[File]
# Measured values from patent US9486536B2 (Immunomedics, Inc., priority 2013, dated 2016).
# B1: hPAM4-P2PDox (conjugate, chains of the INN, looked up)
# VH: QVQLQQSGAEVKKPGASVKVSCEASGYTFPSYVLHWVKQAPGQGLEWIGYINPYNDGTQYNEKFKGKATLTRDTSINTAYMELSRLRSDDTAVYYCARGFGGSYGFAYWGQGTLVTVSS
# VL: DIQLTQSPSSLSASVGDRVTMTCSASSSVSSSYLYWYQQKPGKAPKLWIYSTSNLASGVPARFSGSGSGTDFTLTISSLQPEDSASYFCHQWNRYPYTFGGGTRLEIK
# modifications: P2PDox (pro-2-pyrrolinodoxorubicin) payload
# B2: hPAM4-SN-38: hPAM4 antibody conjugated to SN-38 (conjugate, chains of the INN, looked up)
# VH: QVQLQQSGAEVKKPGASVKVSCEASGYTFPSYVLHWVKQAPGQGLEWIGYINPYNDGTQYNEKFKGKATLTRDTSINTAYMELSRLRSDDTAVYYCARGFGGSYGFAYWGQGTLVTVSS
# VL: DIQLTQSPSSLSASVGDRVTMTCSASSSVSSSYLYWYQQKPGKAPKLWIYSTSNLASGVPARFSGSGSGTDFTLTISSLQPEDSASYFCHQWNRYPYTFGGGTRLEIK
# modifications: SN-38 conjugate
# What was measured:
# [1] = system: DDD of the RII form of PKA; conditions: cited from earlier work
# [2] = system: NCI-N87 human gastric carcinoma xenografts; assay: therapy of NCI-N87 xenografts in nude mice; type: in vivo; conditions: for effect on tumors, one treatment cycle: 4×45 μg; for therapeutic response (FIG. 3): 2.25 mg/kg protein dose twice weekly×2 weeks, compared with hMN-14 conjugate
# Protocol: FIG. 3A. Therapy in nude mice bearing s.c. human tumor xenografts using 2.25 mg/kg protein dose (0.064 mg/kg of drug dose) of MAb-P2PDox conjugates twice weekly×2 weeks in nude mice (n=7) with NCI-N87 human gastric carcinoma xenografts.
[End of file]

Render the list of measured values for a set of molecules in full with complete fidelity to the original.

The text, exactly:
# Measured values from patent US9486536B2 (Immunomedics, Inc., priority 2013, dated 2016).
# B1: hPAM4-P2PDox (conjugate, chains of the INN, looked up)
# VH: QVQLQQSGAEVKKPGASVKVSCEASGYTFPSYVLHWVKQAPGQGLEWIGYINPYNDGTQYNEKFKGKATLTRDTSINTAYMELSRLRSDDTAVYYCARGFGGSYGFAYWGQGTLVTVSS
# VL: DIQLTQSPSSLSASVGDRVTMTCSASSSVSSSYLYWYQQKPGKAPKLWIYSTSNLASGVPARFSGSGSGTDFTLTISSLQPEDSASYFCHQWNRYPYTFGGGTRLEIK
# modifications: P2PDox (pro-2-pyrrolinodoxorubicin) payload
# B2: hPAM4-SN-38: hPAM4 antibody conjugated to SN-38 (conjugate, chains of the INN, looked up)
# VH: QVQLQQSGAEVKKPGASVKVSCEASGYTFPSYVLHWVKQAPGQGLEWIGYINPYNDGTQYNEKFKGKATLTRDTSINTAYMELSRLRSDDTAVYYCARGFGGSYGFAYWGQGTLVTVSS
# VL: DIQLTQSPSSLSASVGDRVTMTCSASSSVSSSYLYWYQQKPGKAPKLWIYSTSNLASGVPARFSGSGSGTDFTLTISSLQPEDSASYFCHQWNRYPYTFGGGTRLEIK
# modifications: SN-38 conjugate
# What was measured:
# [1] = system: DDD of the RII form of PKA; conditions: cited from earlier work
# [2] = system: NCI-N87 human gastric carcinoma xenografts; assay: therapy of NCI-N87 xenografts in nude mice; type: in vivo; conditions: for effect on tumors, one treatment cycle: 4×45 μg; for therapeutic response (FIG. 3): 2.25 mg/kg protein dose twice weekly×2 weeks, compared with hMN-14 conjugate
# Protocol: FIG. 3A. Therapy in nude mice bearing s.c. human tumor xenografts using 2.25 mg/kg protein dose (0.064 mg/kg of drug dose) of MAb-P2PDox conjugates twice weekly×2 weeks in nude mice (n=7) with NCI-N87 human gastric carcinoma xenografts.